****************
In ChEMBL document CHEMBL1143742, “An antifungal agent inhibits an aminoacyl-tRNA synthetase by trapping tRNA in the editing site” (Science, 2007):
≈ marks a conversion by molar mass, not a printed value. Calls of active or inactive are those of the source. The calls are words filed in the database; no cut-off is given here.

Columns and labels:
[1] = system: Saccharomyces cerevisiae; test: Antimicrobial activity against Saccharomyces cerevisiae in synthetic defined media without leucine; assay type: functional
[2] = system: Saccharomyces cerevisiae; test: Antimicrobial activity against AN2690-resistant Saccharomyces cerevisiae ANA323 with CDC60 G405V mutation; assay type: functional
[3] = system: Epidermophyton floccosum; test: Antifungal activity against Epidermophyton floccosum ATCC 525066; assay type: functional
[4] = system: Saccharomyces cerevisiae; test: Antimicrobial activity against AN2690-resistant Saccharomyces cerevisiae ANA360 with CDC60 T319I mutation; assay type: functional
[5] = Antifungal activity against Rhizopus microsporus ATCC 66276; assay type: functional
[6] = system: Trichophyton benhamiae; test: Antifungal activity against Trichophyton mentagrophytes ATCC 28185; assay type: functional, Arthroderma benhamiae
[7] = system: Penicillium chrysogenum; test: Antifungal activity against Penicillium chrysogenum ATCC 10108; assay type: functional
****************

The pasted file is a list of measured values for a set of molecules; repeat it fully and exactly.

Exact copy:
In ChEMBL document CHEMBL1143742, “An antifungal agent inhibits an aminoacyl-tRNA synthetase by trapping tRNA in the editing site” (Science, 2007):
≈ marks a conversion by molar mass, not a printed value. Calls of active or inactive are those of the source. The calls are words filed in the database; no cut-off is given here.

Columns and labels:
[1] = system: Saccharomyces cerevisiae; test: Antimicrobial activity against Saccharomyces cerevisiae in synthetic defined media without leucine; assay type: functional
[2] = system: Saccharomyces cerevisiae; test: Antimicrobial activity against AN2690-resistant Saccharomyces cerevisiae ANA323 with CDC60 G405V mutation; assay type: functional
[3] = system: Epidermophyton floccosum; test: Antifungal activity against Epidermophyton floccosum ATCC 525066; assay type: functional
[4] = system: Saccharomyces cerevisiae; test: Antimicrobial activity against AN2690-resistant Saccharomyces cerevisiae ANA360 with CDC60 T319I mutation; assay type: functional
[5] = Antifungal activity against Rhizopus microsporus ATCC 66276; assay type: functional
[6] = system: Trichophyton benhamiae; test: Antifungal activity against Trichophyton mentagrophytes ATCC 28185; assay type: functional, Arthroderma benhamiae
[7] = system: Penicillium chrysogenum; test: Antifungal activity against Penicillium chrysogenum ATCC 10108; assay type: functional